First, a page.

Libertarians sometimes say that they are “liberal on free speech but conservative on economic freedom,” or that “liberals believe in free speech and personal freedom, while conservatives believe in economic freedom.” That proposition got another test in the Supreme Court yesterday. Conservatives and liberals split sharply on two free-speech cases.
And let’s see . . . in two 5-4 decisions, the Court’s conservative majority struck down some of the McCain-Feingold law’s restrictions on campaign speech and upheld a high-school principal’s right to suspend a student for displaying a “Bong Hits 4 Jesus” banner. Liberals disagreed in both cases.
So the liberals strongly defend a student’s right to engage in nonsensical speech that might be perceived as pro-drug, but they approve a ban on speech criticizing political candidates in the 60 days before an election.
Now I’m for free speech in both these cases. But if you had to choose, which is more important–the right of a high-school student to display silly signs at school-sponsored events, or the right of citizen groups to criticize politicians at the time voters are paying attention Political speech is at the core of the First Amendment, and conservatives are more inclined to protect it than are liberals. That’s a sad reflection on today’s liberals.
The liberal attitude toward speech is also on display on the front pages of our leading liberal newspapers. A banner headline in the Washington Post reads “5-4 Supreme Court Weakens Curbs on Pre-Election TV Ads/Ruling on McCain-Feingold Law Opens Door for Interest Groups in ‘o8.” This long headline mentions “TV Ads” and “Interest Groups” but never uses the words “speech” or “First Amendment.” But the sidebar on the high-school case is headed “Restrictions on Student Speech Upheld.” For that issue, a straightforward understanding that speech is involved. And the New York Times website leads with “Justices Loosen Ad Restrictions in Campaign Finance Law,” while the sidebar on the school case reads, “Vote against Banner Shows Divide on Speech in Schools.” Though I should note that the old-fashioned, tree-destroying version of the Times does have a subhead reading “Political Speech Rights.”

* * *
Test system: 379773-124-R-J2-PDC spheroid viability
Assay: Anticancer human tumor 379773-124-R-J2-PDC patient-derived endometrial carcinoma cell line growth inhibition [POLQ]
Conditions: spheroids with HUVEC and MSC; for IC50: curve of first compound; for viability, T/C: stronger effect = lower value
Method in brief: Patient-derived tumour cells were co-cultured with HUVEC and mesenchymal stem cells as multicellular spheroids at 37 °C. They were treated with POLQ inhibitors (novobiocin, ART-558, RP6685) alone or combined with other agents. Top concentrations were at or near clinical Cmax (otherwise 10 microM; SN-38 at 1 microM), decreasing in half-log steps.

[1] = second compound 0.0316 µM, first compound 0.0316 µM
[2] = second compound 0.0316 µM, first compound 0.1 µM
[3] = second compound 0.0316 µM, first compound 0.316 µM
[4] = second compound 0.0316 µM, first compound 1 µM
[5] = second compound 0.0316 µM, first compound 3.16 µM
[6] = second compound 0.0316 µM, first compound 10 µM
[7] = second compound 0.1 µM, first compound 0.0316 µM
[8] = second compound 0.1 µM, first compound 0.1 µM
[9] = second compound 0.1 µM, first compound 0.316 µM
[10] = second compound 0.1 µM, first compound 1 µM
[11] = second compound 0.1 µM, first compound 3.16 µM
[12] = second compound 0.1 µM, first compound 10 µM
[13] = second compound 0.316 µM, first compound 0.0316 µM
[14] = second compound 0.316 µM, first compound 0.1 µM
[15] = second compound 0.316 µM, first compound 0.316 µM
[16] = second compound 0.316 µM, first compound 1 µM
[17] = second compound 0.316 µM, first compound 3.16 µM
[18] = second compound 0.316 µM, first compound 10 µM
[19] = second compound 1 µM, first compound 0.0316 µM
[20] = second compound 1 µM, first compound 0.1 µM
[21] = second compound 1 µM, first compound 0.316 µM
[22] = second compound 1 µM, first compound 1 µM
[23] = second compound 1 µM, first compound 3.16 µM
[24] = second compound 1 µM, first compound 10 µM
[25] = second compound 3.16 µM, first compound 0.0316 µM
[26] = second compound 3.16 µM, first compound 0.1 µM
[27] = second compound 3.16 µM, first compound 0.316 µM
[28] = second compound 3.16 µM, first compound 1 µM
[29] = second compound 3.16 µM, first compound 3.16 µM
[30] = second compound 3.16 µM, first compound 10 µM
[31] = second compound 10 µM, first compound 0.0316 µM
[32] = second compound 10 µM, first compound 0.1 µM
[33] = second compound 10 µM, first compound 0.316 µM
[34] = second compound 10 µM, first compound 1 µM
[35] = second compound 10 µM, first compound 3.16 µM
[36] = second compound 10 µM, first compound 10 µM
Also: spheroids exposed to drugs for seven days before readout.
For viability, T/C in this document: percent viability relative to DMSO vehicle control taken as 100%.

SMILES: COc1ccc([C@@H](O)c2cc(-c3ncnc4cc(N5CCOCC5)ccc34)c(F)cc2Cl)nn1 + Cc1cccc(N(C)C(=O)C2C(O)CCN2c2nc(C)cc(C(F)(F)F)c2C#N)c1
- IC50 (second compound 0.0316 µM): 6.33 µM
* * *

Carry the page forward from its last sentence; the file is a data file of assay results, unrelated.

Maybe libertarians should try to describe their philosophy by saying “libertarians believe in the free speech that liberals used to believe in, and the economic freedom that conservatives used to believe in.”
Juanita Swedenburg, the Virginia winemaker who took her battle for economic liberty to the Supreme Court and won, died June 9 at the age of 82. Clint Bolick, who argued her case as a lawyer for the Institute for Justice, discussed it in his new book David’s Hammer:
My curiosity was sparked, however, during a visit in the early 1990s to a small winery in bucolic Middleburg, Virginia. The proprietor was a striking older woman, Juanita Swedenburg, who owned and operated the winery with her husband. She produced several good wines, including a chardonnay with the toastiest nose I can remember. We got to talking and Mrs. Swedenburg asked me what I did for a living. When I told her that, among other things, I challenged regulatory barriers to entrepreneurship, she exclaimed, “Have I got a regulation for you!”